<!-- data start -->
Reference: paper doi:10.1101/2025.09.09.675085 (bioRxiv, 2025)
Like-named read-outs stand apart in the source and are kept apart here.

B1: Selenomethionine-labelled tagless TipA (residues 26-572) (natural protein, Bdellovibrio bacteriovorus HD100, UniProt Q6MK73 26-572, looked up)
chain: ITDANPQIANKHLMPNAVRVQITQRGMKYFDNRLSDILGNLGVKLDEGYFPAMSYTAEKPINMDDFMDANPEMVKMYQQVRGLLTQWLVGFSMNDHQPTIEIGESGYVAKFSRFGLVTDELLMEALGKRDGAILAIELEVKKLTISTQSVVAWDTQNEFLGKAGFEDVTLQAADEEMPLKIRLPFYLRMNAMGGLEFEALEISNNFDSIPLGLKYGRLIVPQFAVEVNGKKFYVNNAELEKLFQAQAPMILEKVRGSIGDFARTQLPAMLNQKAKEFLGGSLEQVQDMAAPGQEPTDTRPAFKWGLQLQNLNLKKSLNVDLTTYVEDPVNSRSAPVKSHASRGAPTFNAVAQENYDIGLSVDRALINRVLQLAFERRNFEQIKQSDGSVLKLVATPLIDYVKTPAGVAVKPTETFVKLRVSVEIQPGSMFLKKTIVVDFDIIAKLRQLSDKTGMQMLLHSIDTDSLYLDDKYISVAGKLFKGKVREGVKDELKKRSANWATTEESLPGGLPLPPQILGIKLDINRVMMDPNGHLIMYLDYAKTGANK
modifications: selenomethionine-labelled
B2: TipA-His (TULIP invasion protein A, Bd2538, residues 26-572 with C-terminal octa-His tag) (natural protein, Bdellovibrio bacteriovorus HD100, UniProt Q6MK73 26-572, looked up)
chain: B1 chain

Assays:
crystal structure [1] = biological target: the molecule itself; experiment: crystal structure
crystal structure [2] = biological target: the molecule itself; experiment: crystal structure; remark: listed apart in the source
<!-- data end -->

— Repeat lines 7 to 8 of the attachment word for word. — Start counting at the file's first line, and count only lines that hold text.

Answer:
chain: B1 chain

Assays: